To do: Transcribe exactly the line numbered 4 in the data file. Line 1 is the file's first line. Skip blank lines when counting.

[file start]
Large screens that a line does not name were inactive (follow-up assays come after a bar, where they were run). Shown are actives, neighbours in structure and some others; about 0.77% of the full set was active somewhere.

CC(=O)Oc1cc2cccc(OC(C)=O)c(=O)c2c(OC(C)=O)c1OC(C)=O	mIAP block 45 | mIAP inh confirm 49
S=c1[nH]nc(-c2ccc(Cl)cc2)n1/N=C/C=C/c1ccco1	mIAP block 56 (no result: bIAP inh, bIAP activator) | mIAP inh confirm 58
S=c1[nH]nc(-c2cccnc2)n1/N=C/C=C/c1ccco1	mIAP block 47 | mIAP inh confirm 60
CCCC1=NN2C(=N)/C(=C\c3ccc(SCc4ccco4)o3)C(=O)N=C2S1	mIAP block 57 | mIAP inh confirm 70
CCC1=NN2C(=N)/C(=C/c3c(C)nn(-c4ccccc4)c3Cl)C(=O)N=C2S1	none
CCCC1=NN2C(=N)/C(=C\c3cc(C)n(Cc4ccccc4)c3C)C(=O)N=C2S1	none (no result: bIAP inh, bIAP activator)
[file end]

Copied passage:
S=c1[nH]nc(-c2cccnc2)n1/N=C/C=C/c1ccco1	mIAP block 47 | mIAP inh confirm 60